Battle High Construction Slows CPS From Installing AC in Junior Highs

5 years 8 months 1 week ago Monday, September 10 2012 Sep 10, 2012 Monday, September 10, 2012 9:09:00 AM CDT September 10, 2012 in News
By: Carlie McGuire
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COLUMBIA- Part of the $120 million bond issue Columbia Public Schools received in 2010 will go to outfitting two junior high schools with air conditioning units.

Jefferson and West Jr. High Schools are expected to receive central air sometime in the next two years.  According to CPS, each school's unit is expected to cost between $3 to $4 million, and is a lengthy process.

"The hallways, the ceiling, the electrical loads that need to be considered, the fact that new windows will have to be installed. There's a lot of things that go into to completing the air conditioning project, it's not as simple as getting a wall unit and plugging it in," CPS Community Relations coordinator Michelle Baumstark said.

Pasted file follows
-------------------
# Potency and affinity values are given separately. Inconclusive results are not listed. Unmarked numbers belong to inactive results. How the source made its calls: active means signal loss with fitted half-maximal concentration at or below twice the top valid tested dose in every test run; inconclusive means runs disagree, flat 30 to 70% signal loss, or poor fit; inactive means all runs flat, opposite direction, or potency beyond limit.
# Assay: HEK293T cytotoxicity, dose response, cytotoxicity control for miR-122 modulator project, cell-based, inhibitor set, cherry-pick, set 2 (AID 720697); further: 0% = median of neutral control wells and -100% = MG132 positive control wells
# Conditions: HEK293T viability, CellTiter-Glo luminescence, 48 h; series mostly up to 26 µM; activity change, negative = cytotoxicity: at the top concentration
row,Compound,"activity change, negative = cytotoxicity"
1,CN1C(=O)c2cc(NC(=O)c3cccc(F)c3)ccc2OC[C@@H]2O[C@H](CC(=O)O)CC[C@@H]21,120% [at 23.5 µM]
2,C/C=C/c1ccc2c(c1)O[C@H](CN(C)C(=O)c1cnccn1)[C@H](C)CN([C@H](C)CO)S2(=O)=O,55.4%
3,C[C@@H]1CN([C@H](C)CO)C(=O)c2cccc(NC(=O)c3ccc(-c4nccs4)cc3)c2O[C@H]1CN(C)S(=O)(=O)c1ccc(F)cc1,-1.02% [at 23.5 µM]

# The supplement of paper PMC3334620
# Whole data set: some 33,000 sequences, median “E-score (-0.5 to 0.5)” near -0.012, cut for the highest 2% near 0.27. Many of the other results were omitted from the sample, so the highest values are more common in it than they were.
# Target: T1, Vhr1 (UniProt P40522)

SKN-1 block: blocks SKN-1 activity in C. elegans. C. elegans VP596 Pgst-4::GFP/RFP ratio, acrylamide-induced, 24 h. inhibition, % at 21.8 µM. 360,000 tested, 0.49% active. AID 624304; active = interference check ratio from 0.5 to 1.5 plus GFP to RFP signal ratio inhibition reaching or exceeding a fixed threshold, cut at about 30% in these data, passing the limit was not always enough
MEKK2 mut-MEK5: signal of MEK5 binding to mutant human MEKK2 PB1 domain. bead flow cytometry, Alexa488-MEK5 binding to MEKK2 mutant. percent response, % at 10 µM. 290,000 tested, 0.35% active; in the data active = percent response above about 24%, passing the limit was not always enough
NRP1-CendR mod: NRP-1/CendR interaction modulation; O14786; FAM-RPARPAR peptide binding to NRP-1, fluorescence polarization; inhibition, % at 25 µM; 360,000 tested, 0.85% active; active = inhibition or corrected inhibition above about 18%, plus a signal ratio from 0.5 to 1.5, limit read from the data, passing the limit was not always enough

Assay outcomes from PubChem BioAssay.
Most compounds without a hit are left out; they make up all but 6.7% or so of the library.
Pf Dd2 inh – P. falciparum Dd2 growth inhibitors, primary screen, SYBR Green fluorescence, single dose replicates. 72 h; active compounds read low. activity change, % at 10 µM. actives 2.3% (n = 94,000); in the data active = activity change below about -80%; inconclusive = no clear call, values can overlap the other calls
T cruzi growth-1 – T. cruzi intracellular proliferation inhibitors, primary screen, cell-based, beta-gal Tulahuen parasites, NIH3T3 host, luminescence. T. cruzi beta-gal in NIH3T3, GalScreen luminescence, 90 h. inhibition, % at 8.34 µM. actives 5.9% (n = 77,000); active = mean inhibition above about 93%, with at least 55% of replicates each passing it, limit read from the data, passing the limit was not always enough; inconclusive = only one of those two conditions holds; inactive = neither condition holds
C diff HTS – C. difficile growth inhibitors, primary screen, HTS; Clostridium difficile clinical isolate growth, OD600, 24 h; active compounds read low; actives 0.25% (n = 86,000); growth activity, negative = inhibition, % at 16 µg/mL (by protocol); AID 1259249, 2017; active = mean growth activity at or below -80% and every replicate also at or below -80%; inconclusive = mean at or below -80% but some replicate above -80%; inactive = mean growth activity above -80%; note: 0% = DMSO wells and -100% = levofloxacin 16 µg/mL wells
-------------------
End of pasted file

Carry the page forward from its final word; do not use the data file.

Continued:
The district said it's taken so long to begin this project because a majority of the bond is being used to build the new high school in Columbia. $75 million of the $120 million is being used for construction, and that project temporarily maxed out the cities construction budget from the bonds.  Since the district hit that max, it has to start repaying the bonds in order to receive the rest of it for the air conditioning projects. 

The debt from the bond is being repaid through a levy on personal property taxes. Eighty cents of every $100 is used to repay the banks and financial entities who have invested in the bond.

The district said it plans to install air conditioning in one of the junior high schools this summer and the other school the summer of 2014.  Baumstark said the district hasn't decided yet, which of the two junior highs will get the A/C first.

This past summer five elementary schools in Columbia received new air conditioning units, and therefore did not have to send kids home early.

 So far this year, Jefferson and West have had eight early release days because of the lingering summer temperatures. Baumstark said the releases were met by mixed reactions from parents. However, she added the letting the kids out early was necessary.

"It's not just a matter of convenience, we need to keep our students healthy, and if they're too hot, they're getting sick, and they aren't learning," she said.

 

 

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